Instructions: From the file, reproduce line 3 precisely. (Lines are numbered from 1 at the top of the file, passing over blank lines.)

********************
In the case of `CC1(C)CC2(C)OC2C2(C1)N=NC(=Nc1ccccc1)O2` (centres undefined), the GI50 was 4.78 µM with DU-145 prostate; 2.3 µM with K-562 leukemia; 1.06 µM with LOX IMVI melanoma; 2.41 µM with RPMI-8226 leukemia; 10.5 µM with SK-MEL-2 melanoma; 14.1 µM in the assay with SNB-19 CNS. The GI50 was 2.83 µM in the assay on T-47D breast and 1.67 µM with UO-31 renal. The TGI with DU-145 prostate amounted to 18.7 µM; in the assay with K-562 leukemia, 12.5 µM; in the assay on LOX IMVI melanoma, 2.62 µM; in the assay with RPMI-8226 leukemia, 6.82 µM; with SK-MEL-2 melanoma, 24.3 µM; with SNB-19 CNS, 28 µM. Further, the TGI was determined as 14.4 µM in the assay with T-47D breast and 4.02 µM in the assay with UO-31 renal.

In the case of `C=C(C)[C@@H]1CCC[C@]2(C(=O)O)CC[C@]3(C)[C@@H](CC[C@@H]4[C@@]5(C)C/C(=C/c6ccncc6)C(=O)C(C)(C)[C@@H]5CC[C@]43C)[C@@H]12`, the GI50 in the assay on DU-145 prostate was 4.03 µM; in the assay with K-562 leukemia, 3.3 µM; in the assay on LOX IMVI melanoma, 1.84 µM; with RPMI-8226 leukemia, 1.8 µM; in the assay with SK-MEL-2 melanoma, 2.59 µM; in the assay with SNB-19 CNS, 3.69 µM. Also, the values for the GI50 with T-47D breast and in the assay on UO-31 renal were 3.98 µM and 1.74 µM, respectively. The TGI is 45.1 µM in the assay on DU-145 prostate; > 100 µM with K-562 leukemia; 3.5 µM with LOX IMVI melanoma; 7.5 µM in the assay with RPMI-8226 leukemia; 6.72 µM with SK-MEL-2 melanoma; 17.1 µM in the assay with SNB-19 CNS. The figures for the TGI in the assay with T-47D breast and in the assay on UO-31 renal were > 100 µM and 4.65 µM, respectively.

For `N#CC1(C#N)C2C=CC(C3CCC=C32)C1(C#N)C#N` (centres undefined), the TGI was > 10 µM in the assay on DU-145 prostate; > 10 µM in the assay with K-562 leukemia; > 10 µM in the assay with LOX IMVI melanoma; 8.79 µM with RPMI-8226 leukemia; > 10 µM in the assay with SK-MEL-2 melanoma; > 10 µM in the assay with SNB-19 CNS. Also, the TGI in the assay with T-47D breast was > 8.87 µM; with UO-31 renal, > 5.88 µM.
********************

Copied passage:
For `N#CC1(C#N)C2C=CC(C3CCC=C32)C1(C#N)C#N` (centres undefined), the TGI was > 10 µM in the assay on DU-145 prostate; > 10 µM in the assay with K-562 leukemia; > 10 µM in the assay with LOX IMVI melanoma; 8.79 µM with RPMI-8226 leukemia; > 10 µM in the assay with SK-MEL-2 melanoma; > 10 µM in the assay with SNB-19 CNS. Also, the TGI in the assay with T-47D breast was > 8.87 µM; with UO-31 renal, > 5.88 µM.